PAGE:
In Far From the Tree: Parents, Children and the Search for Identity, Andrew Solomon introduces the intensely intimate and complex stories to follow, by defining two terms. Vertical identity: “Attributes and values [that] are passed down from parent to child across the generations not only through strands of DNA, but also through shared cultural norms.” Horizontal identity: [When] “someone has an inherent or acquired trait that is foreign to his or her parents…” This is a book that brings together the divergent stories of families with biological children whose horizontal identities fell…well, very far from the tree. The whole business of being human is a messy endeavor. But it’s noteworthy that if you tease out the concept of identity from the larger concept of humanness, identity is what is ultimately defined in direct or indirect relation to family. Some parts of who we are exist because of who loves us and how, and other parts exist despite who loves us… and how.
This is why I’ve always been deeply curious about adoption. Not because I’m confused by how a parent can love a child who isn’t biologically related, but because I’m fascinated by how the soup of identity is molded when there is no biologically shared, common language (an absence of vertical identity). I’m using very broad strokes here, of course, but this curiosity is somewhat akin to trying to figure out whether what you’re drinking is the water or the wave. It’s more complicated than nature or nurture (because it’s nature and nurture) and less easily definable. In my travels through the peripheries of communities of adoptees, I have informally gathered that an overwhelming majority of people who were adopted were perfectly “fine” until they discovered their true origins. With the knowledge that they were adopted, usually gained around the start of adolescence, their entire concept of identity is rattled (and, in most cases, shattered). Of course, the obvious reason is that when even one of the truths–previously thought to be inalienable– that are the foundation of identity, is threatened, the whole thing comes crashing down. And yet. Is it really that fragile, I wonder. What is it that compels adoptees who have had idyllic childhoods to nonetheless go in search of birth parents? All things being equal, why does not knowing the body through which you passed in order to enter this world feel like a “missing piece in [your] soul”? I suspect that to answer by simply using the known tenets of biology is the same as defining love as “a powerful neurological condition”. It’s true… but it doesn’t feel like the whole truth.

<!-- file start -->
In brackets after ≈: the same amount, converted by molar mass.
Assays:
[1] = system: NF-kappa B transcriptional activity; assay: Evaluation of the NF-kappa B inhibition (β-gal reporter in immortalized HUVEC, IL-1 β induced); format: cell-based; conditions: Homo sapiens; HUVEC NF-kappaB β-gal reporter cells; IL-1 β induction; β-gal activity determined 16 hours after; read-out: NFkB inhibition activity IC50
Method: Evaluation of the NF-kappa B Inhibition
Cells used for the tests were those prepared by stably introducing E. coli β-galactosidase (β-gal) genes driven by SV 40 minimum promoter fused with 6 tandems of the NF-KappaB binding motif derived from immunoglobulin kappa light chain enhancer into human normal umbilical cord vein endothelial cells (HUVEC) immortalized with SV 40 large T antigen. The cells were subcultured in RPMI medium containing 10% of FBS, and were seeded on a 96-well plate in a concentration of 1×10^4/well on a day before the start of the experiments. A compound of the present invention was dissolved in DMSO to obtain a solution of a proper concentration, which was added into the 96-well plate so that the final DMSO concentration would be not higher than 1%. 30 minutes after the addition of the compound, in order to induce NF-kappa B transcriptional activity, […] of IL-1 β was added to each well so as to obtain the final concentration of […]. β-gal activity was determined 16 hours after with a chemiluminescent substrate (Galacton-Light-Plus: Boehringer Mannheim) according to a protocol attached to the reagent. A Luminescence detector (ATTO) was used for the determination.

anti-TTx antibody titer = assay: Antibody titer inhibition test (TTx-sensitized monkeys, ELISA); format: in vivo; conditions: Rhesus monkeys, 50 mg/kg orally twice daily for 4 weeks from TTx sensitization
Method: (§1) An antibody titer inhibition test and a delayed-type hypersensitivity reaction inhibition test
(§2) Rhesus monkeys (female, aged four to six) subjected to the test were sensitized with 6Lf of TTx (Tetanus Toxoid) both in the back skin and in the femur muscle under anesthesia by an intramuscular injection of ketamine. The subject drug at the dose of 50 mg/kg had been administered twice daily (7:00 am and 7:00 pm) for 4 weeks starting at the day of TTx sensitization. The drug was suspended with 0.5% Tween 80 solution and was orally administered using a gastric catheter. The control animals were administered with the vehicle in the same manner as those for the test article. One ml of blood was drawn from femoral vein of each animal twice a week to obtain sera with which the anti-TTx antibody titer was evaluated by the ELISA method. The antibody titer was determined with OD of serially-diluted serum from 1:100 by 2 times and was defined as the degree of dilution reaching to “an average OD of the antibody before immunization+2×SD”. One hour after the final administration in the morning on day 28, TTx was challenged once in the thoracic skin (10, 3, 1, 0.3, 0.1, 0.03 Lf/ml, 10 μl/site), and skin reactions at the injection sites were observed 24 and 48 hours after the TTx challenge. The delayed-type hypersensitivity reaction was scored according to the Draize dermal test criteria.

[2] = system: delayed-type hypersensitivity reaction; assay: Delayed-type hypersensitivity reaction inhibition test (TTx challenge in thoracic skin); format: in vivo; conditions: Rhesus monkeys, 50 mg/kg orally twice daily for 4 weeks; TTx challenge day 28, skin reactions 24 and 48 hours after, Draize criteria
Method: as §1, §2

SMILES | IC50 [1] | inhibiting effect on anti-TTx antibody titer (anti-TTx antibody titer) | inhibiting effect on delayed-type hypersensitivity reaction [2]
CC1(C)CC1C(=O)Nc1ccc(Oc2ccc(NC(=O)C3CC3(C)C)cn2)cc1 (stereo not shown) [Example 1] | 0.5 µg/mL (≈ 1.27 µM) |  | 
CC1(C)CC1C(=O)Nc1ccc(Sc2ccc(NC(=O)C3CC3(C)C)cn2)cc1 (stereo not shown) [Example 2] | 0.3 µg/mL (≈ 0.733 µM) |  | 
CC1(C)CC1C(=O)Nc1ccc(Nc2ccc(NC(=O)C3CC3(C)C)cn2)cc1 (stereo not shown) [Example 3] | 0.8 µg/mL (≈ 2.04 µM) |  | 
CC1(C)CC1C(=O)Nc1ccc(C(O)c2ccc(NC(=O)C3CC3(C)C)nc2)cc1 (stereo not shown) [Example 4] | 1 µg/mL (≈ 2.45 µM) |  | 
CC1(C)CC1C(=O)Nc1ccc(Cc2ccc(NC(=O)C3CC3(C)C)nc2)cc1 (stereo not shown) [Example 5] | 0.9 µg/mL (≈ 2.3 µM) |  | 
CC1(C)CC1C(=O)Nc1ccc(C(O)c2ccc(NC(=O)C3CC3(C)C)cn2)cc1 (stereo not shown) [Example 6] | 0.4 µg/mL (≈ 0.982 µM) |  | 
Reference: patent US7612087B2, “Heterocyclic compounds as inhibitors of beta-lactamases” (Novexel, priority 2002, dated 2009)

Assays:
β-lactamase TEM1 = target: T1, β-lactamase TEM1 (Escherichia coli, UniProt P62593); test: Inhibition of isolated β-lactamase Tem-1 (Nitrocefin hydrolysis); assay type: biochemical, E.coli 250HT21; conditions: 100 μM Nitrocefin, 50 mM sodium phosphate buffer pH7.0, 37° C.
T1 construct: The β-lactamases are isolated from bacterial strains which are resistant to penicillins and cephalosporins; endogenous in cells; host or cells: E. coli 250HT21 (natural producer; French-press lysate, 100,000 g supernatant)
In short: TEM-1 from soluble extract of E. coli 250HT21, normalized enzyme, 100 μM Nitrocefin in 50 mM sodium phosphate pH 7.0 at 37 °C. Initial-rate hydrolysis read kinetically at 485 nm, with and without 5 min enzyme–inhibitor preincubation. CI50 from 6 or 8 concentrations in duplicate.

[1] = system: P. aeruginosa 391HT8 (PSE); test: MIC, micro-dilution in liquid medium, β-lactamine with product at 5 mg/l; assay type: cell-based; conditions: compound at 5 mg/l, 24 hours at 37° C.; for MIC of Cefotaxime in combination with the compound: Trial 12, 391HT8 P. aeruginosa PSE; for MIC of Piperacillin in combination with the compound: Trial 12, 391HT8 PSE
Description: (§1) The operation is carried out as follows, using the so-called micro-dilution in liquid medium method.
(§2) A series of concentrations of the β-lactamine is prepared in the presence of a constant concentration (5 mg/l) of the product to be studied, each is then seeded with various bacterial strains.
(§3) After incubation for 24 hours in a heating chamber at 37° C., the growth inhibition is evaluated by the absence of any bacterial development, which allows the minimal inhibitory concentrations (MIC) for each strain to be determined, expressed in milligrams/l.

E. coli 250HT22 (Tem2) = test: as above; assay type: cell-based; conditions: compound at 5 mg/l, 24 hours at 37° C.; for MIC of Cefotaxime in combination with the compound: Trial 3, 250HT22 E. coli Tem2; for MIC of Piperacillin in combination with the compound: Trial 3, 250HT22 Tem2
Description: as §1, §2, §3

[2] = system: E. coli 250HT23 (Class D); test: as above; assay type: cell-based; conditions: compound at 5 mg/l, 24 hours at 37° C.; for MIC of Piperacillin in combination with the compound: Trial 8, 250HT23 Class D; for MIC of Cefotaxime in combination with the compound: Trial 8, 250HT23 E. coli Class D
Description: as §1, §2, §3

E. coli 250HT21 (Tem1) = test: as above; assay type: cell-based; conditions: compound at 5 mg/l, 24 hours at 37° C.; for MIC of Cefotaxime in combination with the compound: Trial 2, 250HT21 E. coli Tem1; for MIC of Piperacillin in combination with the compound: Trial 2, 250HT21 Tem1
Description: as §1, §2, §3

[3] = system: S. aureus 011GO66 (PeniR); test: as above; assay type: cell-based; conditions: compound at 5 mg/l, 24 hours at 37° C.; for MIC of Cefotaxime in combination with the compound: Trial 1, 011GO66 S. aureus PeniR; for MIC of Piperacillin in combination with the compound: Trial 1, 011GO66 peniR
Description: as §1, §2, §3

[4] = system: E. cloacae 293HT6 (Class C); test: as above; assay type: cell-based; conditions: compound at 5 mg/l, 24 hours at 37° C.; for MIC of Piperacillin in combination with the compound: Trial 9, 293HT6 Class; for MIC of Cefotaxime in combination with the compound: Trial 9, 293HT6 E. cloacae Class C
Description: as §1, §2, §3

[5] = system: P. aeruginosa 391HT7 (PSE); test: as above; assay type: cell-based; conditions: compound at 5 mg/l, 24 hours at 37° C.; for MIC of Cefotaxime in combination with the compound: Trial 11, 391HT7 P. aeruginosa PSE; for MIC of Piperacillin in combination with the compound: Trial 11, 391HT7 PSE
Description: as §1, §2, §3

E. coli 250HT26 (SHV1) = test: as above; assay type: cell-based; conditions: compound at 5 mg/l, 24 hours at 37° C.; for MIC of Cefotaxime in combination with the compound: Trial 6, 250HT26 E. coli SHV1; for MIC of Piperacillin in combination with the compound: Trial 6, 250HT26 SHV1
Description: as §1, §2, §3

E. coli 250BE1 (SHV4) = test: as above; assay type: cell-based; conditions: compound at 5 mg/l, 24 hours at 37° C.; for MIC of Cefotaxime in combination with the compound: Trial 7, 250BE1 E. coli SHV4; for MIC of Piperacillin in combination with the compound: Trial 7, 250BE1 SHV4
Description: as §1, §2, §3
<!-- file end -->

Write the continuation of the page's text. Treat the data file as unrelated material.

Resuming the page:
This is where community comes in, I suppose. It is such a singular experience, being an adoptee, that to find oneself in a community of people who share that horizontal identity, is often a source of great relief and joy for many. Humans’ chief complaint in life is loneliness. Despite the great value we place on individuality, we’re always seeking others who are like us. Whatever it is that happens to identity when the rug of where-I-come-from is pulled from under it, it seems to find solace in company.
Secret Storms is a book written by two people who were able to heal. Who, for reasons no one can fully know, were among the lucky (very) few who reunited, worked hard on a relationship that depended a great deal on forgiveness and empathy, and have a beautiful connection to this day. This is rare. What isn’t rare is that their story is out there to inspire relief and joy in others. Because I’ve yet to read both sides of the story of a failed reunion, or a story about the fruitless search for a birth family or child who was given up for adoption, I suspect there is a great need for them. Many people search their whole lives and find nothing, while many more find what they search for and are deeply disappointed. Because whatever it is that happens to identity at the moment of learning the truth, one can only imagine what happens to it when the truth turns out to be a tragedy. This is why The Adoption Reunion Stories Facebook page, and many networks like it, are so important. They are forums, virtual communities, where thousands of people get to share their truth, a lot of which is the kind not found in inspiring books…and find solace in company.